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26 January 2012, 11:04
CCTV images have been released of a group of men British Transport Police after a woman was assaulted at Pitsea rail station.
The incident took place on New Year's Day but the details have only today (Thursday January 26th) been released.
PC Paul Collis, the investigating officer said: "Shortly before 3am the victim was onboard a c2c service, travelling from Fenchurch Street bound for Southend, in the company of her partner, her young daughter and her elderly mother.
"Throughout the journey the victim noticed a group of male youths behaving rowdily and anti-socially.
"The service was relatively busy and so the victim and her partner asked the group to calm down a bit and respect the other passengers on the service.
"Almost immediately the group turned on her, shouting abuse at her until the train arrived at Pitsea where the majority of the group left the service.
"Suddenly, one of the youths returned to the train, approached the woman and punched her in the face, knocking her unconscious. Coming to her defence, her partner approached the youth, at which point he was assaulted by the rest of the group and sustained a broken finger and a cut to his ear."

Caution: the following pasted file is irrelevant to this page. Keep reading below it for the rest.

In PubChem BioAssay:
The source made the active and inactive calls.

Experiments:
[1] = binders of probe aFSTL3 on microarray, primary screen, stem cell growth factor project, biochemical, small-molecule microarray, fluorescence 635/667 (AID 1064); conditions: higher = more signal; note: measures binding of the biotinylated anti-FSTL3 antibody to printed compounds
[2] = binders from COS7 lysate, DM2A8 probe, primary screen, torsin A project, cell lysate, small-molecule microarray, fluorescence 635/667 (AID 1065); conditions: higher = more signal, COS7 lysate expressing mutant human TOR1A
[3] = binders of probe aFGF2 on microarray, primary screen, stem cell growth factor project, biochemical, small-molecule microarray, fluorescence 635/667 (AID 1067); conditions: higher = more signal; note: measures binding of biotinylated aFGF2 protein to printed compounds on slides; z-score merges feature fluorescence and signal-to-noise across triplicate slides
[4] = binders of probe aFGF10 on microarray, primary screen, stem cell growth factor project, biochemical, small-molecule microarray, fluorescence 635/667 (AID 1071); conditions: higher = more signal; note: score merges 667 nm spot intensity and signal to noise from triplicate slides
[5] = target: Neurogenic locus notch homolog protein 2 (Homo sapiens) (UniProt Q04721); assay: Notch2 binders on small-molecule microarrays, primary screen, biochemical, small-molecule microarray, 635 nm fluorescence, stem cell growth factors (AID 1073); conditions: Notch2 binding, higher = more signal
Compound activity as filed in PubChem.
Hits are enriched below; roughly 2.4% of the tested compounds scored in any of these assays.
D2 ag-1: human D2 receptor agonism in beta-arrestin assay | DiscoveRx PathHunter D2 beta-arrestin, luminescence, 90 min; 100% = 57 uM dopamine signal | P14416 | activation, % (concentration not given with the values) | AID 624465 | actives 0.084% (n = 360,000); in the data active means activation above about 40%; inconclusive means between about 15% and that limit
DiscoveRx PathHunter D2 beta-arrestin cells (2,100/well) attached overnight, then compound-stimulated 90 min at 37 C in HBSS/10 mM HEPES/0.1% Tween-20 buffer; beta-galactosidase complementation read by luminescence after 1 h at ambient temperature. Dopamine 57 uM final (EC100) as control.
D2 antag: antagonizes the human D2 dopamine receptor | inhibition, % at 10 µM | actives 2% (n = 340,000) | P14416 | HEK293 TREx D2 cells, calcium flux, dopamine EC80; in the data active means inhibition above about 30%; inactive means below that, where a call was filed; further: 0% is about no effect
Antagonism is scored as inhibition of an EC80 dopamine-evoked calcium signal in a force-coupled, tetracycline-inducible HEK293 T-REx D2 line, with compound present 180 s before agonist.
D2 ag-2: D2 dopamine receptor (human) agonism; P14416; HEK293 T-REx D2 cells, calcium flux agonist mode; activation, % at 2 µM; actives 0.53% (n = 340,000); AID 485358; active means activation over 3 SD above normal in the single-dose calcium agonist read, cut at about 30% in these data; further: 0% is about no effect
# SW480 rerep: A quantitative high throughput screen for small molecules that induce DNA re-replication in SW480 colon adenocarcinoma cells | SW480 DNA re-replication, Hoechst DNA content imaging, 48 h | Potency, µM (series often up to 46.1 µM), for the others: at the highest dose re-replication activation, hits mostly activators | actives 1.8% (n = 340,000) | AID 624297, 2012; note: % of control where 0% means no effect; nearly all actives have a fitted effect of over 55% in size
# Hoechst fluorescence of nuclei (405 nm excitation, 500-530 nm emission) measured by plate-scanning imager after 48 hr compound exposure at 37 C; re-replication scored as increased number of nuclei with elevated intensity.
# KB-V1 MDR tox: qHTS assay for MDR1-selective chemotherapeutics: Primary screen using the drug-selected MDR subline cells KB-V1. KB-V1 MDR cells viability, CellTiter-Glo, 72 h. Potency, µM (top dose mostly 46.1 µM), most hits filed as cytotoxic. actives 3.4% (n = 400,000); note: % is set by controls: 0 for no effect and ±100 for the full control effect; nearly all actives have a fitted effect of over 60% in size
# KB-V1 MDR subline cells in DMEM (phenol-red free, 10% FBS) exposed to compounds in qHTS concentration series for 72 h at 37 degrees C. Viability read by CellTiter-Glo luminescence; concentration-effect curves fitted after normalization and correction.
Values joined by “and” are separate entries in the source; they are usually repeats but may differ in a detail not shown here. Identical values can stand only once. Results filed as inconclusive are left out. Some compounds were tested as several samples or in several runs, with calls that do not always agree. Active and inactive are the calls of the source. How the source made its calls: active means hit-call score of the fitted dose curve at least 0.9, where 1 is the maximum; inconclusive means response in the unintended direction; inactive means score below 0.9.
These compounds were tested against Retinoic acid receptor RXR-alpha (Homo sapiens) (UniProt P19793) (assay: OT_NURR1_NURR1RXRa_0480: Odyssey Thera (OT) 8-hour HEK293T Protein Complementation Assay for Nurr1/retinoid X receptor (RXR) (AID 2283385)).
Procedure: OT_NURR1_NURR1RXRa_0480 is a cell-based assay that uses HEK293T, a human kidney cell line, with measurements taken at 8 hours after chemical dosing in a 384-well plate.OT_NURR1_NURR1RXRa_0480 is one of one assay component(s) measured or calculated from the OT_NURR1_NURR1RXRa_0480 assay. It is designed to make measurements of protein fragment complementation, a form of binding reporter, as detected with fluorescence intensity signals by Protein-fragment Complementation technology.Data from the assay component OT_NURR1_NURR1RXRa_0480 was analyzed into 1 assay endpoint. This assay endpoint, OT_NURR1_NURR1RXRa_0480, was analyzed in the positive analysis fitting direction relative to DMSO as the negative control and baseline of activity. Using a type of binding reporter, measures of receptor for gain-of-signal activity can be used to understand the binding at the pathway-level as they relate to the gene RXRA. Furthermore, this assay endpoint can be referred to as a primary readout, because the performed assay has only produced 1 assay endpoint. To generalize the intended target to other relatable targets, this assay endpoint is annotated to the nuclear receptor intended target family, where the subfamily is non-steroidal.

Police were called and one man was arrested close to the scene. He has been bailed pending further police enquiries and is due to return on Sunday February 5th.
Investigators have now released images of five other men they would like to identify and talk to in connection with the incident.
PC Collis added: "This was a violent and unprovoked attack on a defenceless woman in the presence of her mother and daughter.
"So violent in fact that one punch knocked the victim over and left her lying unconscious on the train carriage floor.
"We've so far been able to make one arrest, but I am now appealing for the public’s help to identify the other men in the images – if you recognise them, or have any information, I urge you to come forward."
Anyone with information can call British Transport Police on 0800 40 50 40 quoting reference B7/LNA of 04/12/2012. Or call the independent charity Crimestoppers on 0800 555 111.